In light of increasing security and stability, Anbar province is seeing a burst of new consumer co-operatives, shopping malls and modern superstores in all its major cities.
These stores offer goods at discounted prices and the opportunity for consumers to pay for them through installment plans.
Since the "Islamic State of Iraq and Syria" (ISIS) was kicked out of Anbar and its displaced residents have returned, the province has witnessed a positive change, said Shamel al-Rawi, a 38-year-old teacher from Ramadi.
The province was able to start rebuilding and get services and projects up and running, he said.
"What is new in Anbar cities is the emergence of consumer co-operatives that sell on installment plans, and modern shopping malls that offer everything from foodstuff to household goods, electrical appliances and anything that consumers need," he said.
Prices are reasonable, especially with installment plans that extend up to 10 months, giving state employees and low-income residents a comfortable amount of time to pay, al-Rawi said.
The services provided by the new retail stores also include renting out large halls for celebrations and events and indoor children's playgrounds, Fallujah resident Suhad Khamis, 36, told Diyaruna.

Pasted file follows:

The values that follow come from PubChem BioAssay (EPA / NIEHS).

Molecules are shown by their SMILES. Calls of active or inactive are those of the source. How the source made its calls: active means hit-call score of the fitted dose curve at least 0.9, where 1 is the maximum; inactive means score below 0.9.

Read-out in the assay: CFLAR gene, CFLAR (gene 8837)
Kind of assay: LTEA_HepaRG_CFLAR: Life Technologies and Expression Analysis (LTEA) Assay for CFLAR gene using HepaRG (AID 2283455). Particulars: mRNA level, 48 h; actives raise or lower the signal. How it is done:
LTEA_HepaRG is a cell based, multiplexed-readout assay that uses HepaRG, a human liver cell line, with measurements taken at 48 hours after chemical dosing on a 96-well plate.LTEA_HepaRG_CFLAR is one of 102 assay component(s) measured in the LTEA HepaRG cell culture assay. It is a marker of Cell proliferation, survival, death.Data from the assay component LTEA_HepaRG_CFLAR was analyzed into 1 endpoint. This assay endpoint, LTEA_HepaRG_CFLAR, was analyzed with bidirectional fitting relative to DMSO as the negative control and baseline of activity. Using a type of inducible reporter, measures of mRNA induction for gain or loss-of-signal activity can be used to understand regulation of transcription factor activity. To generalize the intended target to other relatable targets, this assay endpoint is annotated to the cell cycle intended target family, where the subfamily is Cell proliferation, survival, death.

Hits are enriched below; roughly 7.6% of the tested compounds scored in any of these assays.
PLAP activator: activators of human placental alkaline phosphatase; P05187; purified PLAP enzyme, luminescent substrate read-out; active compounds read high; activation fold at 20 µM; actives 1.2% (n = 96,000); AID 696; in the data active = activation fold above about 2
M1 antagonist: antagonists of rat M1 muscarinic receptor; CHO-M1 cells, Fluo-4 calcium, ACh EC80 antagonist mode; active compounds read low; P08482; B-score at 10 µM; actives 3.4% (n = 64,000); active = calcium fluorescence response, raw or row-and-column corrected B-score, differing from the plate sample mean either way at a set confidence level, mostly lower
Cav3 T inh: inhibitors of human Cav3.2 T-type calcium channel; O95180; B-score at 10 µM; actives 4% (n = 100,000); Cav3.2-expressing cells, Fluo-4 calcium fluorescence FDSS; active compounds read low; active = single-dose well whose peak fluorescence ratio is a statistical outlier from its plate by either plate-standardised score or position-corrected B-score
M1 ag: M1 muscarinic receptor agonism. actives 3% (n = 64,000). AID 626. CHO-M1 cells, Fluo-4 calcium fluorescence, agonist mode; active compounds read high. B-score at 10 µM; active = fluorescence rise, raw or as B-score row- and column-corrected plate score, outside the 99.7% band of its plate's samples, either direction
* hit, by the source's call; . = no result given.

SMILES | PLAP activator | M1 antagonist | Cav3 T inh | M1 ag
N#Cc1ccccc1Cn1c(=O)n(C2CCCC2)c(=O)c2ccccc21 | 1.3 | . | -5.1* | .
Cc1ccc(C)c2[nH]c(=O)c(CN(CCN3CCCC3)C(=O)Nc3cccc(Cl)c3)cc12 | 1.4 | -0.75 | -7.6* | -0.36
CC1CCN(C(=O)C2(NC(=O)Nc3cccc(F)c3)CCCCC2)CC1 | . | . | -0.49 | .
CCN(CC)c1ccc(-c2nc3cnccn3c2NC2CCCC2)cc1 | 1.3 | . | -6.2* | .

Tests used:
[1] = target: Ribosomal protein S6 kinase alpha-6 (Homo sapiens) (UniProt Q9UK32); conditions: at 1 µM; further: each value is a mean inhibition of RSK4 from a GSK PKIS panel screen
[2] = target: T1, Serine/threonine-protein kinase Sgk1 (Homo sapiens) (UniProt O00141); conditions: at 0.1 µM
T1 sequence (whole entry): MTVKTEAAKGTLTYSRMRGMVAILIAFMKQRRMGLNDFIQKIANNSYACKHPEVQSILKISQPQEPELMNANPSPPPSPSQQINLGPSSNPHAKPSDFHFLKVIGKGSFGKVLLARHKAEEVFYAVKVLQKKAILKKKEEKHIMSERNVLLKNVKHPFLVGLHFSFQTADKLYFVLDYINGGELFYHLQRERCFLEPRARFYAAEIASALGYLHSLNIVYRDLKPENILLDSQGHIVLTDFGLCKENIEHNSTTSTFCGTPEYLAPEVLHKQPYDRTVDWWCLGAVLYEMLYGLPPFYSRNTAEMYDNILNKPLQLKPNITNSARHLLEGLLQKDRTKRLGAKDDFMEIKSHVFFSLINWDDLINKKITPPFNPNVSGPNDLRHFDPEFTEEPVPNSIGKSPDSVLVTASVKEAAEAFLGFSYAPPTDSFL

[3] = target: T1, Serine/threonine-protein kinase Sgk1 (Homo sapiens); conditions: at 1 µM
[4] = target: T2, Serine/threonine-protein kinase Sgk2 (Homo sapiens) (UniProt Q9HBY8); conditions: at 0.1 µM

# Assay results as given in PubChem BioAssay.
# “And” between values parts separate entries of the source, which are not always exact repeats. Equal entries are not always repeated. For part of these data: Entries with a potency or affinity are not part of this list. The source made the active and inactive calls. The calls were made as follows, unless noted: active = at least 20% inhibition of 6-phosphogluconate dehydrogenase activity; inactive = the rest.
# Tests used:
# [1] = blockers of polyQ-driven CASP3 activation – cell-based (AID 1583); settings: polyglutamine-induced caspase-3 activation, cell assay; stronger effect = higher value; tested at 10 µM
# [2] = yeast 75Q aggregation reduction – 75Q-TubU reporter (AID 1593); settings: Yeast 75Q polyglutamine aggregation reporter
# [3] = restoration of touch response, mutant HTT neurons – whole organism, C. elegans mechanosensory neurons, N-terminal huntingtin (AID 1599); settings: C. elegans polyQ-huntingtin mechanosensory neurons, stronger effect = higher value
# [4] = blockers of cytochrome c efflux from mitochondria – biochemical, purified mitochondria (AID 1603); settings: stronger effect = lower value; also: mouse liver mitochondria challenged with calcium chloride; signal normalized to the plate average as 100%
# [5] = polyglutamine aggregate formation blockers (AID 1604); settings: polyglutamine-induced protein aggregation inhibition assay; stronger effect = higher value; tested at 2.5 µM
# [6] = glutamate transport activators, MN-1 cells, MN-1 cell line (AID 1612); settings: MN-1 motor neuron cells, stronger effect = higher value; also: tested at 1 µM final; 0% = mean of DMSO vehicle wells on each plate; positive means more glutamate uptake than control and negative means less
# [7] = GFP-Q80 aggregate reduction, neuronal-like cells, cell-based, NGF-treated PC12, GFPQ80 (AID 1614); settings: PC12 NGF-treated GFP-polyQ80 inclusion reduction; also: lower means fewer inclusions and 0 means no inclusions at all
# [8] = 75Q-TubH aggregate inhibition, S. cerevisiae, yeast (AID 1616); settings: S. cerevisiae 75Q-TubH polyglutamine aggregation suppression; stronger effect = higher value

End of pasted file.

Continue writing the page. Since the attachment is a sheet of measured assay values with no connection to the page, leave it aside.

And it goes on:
"The co-operatives have greatly eased for us the process of purchasing home furniture, cooling and heating equipment, full bedroom sets and many other goods," she said.
"The availability of installment plans has made things much easier for residents," she said, adding that it has lifted a heavy burden off their shoulders.
Security spurs growth
The purpose of opening co-operatives and malls is to stimulate the economy and to create a pleasant atmosphere for Anbar's residents, which has been missing in past years, said Ali Hadi, the owner of a co-operative in Fallujah.
"The malls and co-operatives give the streets of Anbar a civilised and aesthetically appealing look, with colorful storefronts decorated with drawings and modern lighting," he said.
"The stable security situation and protection provided to citizens, businessmen and investment companies have contributed greatly to the widespread opening of co-operatives, malls and superstores," Anbar provincial council member Hamid al-Dulaimi told Diyaruna.
These establishments sell all types of goods in both retail and wholesale, and distribute food items and imported household and electrical appliances to retail stores, he said.
"The local government is offering investors and businessmen service and administrative facilities to ensure the construction of private sector infrastructure," he said.
This is meant to spur the creation of job opportunities for unemployed youth and to meet consumers' needs, al-Dulaimi said.